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Antonio VIVALDI (1678-1741)
Griselda, RV718, Dramma per musica in Three Acts (1735)
Libretto by Apostolo Zeno (1668-1750) and Carlo Goldoni (1707-93)
Performing edition by Kevin Mallon.
Gualtiero, King of Thessaly – Giles Tomkins (bass)
Griselda, His Wife, the Queen of Thessaly – Marion Newman (mezzo)
Costanza, Daughter of Griselda and Gualtiero, Princess of Thessaly – Carla Huhtanen (soprano)
Roberto, Prince of Athens – Lynne McMurtry (mezzo)
Corrado, Roberto’s Brother – Jason Nedecky (baritone)
Ottone, Noble Knight of Thessaly – Colin Ainsworth (tenor )
Opera in Concert; Aradia Ensemble/Kevin Mallon
CD1: Sinfonia [4:54]; Act I [60:23]
CD2: Act II [64:2]
CD3: Act III [39:28]
rec. Grace Church-on-the-Hill, Toronto, Canada, 4-14 September 2006, in association with Sun Life Financial. DDD.
Booklet with notes and synopsis in English and German. Texts and translations available only online.
NAXOS 8.660211-3 [3 CDs: 65:17 + 64:21 + 39:28]
Experience Classicsonline

Vivaldi’s fifty operas were once something of a no-go area except in live recordings from the likes of Nuova Era – and even live performances are rare, as Naxos notes on its website biography of the composer. They are now receiving welcome and overdue attention from the record companies. Naxos already boasts a respectable catalogue of Vivaldi’s music but, apart from an Arthaus DVD of Orlando Furioso, distributed by Naxos, this is their first foray into his operas.
On the basis of earlier recordings with Kevin Mallon at the helm of the Aradia Ensemble, I had high expectations of this set, even though the competition is fierce, in the form of the recent highly-recommended recording under Jean-Christophe Spinosi which “puts as compelling a case for Vivaldi’s operas as one could very well imagine being made on CD.” (Naïve/Opus111 OP30419, also 3 CDs – see review).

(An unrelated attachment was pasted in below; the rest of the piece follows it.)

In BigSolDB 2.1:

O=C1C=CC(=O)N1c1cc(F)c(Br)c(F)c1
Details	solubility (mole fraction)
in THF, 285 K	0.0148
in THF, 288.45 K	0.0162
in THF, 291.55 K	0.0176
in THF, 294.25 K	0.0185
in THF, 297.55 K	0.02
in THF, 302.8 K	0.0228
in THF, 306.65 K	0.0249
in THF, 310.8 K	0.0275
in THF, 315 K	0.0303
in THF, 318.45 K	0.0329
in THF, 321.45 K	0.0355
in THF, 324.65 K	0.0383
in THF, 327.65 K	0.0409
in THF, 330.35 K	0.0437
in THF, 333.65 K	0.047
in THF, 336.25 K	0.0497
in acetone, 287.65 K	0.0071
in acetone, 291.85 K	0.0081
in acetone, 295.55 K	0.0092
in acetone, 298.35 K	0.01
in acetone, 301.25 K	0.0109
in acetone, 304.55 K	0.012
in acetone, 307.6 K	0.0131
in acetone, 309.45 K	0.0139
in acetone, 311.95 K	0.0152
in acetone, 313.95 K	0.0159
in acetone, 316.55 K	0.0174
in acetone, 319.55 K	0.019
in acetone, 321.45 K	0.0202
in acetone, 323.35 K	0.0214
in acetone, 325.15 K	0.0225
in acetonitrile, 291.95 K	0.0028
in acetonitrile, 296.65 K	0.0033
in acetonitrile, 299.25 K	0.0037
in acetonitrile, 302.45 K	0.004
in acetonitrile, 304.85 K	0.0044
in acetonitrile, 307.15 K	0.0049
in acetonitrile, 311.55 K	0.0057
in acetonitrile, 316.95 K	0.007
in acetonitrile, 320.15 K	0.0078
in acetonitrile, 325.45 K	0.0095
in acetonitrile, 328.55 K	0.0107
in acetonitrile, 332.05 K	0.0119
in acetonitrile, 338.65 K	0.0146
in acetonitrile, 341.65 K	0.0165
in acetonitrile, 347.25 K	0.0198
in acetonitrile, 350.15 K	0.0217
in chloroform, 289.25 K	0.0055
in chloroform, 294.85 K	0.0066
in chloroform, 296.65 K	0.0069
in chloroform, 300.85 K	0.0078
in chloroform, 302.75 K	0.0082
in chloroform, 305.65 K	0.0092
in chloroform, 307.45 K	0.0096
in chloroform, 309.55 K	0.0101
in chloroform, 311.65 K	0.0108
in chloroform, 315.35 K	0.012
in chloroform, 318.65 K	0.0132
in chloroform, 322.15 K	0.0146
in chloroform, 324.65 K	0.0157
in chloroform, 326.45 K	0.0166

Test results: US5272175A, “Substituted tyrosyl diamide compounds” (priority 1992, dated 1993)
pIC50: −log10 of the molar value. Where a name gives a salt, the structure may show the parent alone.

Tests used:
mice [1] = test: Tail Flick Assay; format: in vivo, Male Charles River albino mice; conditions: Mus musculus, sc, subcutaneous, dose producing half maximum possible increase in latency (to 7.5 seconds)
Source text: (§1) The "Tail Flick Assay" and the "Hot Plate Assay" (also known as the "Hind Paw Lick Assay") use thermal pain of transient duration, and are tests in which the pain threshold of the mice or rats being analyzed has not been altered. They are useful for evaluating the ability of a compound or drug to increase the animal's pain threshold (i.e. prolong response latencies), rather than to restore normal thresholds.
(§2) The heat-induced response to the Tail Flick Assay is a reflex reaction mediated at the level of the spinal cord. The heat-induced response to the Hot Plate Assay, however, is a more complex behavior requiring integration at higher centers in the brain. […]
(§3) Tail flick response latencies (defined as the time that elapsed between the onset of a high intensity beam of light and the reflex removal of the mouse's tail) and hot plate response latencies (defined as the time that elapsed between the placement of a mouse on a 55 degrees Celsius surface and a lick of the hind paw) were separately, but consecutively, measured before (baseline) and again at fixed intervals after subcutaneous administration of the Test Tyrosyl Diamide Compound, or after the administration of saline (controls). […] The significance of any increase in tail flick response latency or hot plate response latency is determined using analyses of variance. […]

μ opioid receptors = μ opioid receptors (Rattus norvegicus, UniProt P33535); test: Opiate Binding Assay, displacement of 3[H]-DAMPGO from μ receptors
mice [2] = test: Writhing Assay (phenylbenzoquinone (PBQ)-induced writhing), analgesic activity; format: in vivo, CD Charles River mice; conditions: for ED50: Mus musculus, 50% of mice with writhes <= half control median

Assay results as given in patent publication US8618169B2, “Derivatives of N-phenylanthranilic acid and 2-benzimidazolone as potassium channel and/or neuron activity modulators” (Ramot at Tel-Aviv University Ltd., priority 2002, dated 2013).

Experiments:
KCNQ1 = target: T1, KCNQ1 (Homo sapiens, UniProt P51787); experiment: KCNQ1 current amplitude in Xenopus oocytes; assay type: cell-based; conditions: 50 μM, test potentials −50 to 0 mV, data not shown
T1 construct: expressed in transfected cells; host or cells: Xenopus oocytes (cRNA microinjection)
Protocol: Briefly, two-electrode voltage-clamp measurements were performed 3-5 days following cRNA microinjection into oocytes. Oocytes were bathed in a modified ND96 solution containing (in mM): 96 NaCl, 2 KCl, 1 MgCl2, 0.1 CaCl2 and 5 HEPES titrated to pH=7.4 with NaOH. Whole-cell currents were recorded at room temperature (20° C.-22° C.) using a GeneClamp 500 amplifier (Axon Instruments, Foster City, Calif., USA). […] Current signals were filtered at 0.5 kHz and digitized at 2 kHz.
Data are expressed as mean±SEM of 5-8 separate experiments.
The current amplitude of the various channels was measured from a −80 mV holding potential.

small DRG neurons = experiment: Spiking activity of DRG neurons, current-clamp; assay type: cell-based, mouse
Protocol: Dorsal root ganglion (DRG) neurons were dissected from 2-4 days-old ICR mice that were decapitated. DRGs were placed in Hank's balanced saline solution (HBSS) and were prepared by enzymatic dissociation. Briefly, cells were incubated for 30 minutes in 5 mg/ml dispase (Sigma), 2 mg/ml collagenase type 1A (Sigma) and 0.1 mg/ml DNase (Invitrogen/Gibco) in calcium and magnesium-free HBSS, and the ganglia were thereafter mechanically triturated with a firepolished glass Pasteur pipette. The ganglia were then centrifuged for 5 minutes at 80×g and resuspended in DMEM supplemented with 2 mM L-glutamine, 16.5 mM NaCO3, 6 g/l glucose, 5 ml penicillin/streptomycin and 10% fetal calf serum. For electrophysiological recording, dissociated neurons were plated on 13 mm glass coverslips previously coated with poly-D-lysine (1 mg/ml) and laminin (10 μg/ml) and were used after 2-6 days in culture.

The plot of Griselda, based on Boccaccio’s Decameron, will be familiar to those who have studied Chaucer’s Clerk’s Tale for A level or as part of a degree course. Vivaldi’s librettist made a few small changes – Walter is elevated to regal status – but the basic plot remains the same. Walter, who has married for love ‘below’ himself, resolves to try his wife Griselda’s patience with a series of ever more cruel tests, from which she emerges with flying colours and all ends happily. As Chaucer’s Clerk wryly observes, with an eye on the Wife of Bath, when he has finished telling the tale, this is not one to try at home!
The libretto, by Apostolo Zeno had already been used by Bononcini and Alessandro Scarlatti; the Harmonia Mundi recording of the latter is, sadly, no longer available (HMC90 1805.07), one of those recordings I always meant to buy but left it too late – be warned. For Vivaldi the libretto was revised by Carlo Goldoni.